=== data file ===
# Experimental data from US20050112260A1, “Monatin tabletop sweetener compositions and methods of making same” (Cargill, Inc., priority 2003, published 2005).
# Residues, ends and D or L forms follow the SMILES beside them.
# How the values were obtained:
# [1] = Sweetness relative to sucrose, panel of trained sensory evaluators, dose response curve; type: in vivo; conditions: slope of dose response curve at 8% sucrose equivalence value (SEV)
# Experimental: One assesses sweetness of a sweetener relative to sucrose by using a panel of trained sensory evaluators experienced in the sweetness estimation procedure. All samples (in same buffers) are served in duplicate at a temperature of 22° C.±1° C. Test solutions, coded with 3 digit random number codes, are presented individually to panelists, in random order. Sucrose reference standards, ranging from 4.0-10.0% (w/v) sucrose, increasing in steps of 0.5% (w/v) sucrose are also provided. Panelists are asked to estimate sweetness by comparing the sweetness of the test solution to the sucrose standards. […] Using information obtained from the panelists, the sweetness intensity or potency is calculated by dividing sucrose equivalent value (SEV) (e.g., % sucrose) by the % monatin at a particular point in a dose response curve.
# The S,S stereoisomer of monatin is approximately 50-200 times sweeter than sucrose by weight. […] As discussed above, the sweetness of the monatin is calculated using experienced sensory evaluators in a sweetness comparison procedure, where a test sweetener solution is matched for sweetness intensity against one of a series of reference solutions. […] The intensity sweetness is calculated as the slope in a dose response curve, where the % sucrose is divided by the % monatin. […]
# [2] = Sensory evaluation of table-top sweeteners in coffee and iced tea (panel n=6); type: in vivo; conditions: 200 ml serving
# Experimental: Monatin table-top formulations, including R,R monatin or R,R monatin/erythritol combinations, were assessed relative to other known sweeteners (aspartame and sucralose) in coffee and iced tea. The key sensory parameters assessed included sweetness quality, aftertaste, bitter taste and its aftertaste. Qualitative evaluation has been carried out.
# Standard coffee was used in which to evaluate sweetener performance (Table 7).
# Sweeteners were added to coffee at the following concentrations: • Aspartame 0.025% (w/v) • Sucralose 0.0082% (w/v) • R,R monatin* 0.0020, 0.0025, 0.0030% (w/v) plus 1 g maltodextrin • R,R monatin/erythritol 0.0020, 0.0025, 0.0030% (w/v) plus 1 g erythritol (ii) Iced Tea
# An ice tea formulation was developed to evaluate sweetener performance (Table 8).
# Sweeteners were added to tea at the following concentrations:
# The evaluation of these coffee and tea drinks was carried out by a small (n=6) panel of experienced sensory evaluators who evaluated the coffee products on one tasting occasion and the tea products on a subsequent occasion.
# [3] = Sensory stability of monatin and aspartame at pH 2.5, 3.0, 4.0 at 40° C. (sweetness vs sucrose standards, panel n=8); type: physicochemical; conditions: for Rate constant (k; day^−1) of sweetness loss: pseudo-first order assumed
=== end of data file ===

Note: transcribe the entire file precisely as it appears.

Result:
# Experimental data from US20050112260A1, “Monatin tabletop sweetener compositions and methods of making same” (Cargill, Inc., priority 2003, published 2005).
# Residues, ends and D or L forms follow the SMILES beside them.
# How the values were obtained:
# [1] = Sweetness relative to sucrose, panel of trained sensory evaluators, dose response curve; type: in vivo; conditions: slope of dose response curve at 8% sucrose equivalence value (SEV)
# Experimental: One assesses sweetness of a sweetener relative to sucrose by using a panel of trained sensory evaluators experienced in the sweetness estimation procedure. All samples (in same buffers) are served in duplicate at a temperature of 22° C.±1° C. Test solutions, coded with 3 digit random number codes, are presented individually to panelists, in random order. Sucrose reference standards, ranging from 4.0-10.0% (w/v) sucrose, increasing in steps of 0.5% (w/v) sucrose are also provided. Panelists are asked to estimate sweetness by comparing the sweetness of the test solution to the sucrose standards. […] Using information obtained from the panelists, the sweetness intensity or potency is calculated by dividing sucrose equivalent value (SEV) (e.g., % sucrose) by the % monatin at a particular point in a dose response curve.
# The S,S stereoisomer of monatin is approximately 50-200 times sweeter than sucrose by weight. […] As discussed above, the sweetness of the monatin is calculated using experienced sensory evaluators in a sweetness comparison procedure, where a test sweetener solution is matched for sweetness intensity against one of a series of reference solutions. […] The intensity sweetness is calculated as the slope in a dose response curve, where the % sucrose is divided by the % monatin. […]
# [2] = Sensory evaluation of table-top sweeteners in coffee and iced tea (panel n=6); type: in vivo; conditions: 200 ml serving
# Experimental: Monatin table-top formulations, including R,R monatin or R,R monatin/erythritol combinations, were assessed relative to other known sweeteners (aspartame and sucralose) in coffee and iced tea. The key sensory parameters assessed included sweetness quality, aftertaste, bitter taste and its aftertaste. Qualitative evaluation has been carried out.
# Standard coffee was used in which to evaluate sweetener performance (Table 7).
# Sweeteners were added to coffee at the following concentrations: • Aspartame 0.025% (w/v) • Sucralose 0.0082% (w/v) • R,R monatin* 0.0020, 0.0025, 0.0030% (w/v) plus 1 g maltodextrin • R,R monatin/erythritol 0.0020, 0.0025, 0.0030% (w/v) plus 1 g erythritol (ii) Iced Tea
# An ice tea formulation was developed to evaluate sweetener performance (Table 8).
# Sweeteners were added to tea at the following concentrations:
# The evaluation of these coffee and tea drinks was carried out by a small (n=6) panel of experienced sensory evaluators who evaluated the coffee products on one tasting occasion and the tea products on a subsequent occasion.
# [3] = Sensory stability of monatin and aspartame at pH 2.5, 3.0, 4.0 at 40° C. (sweetness vs sucrose standards, panel n=8); type: physicochemical; conditions: for Rate constant (k; day^−1) of sweetness loss: pseudo-first order assumed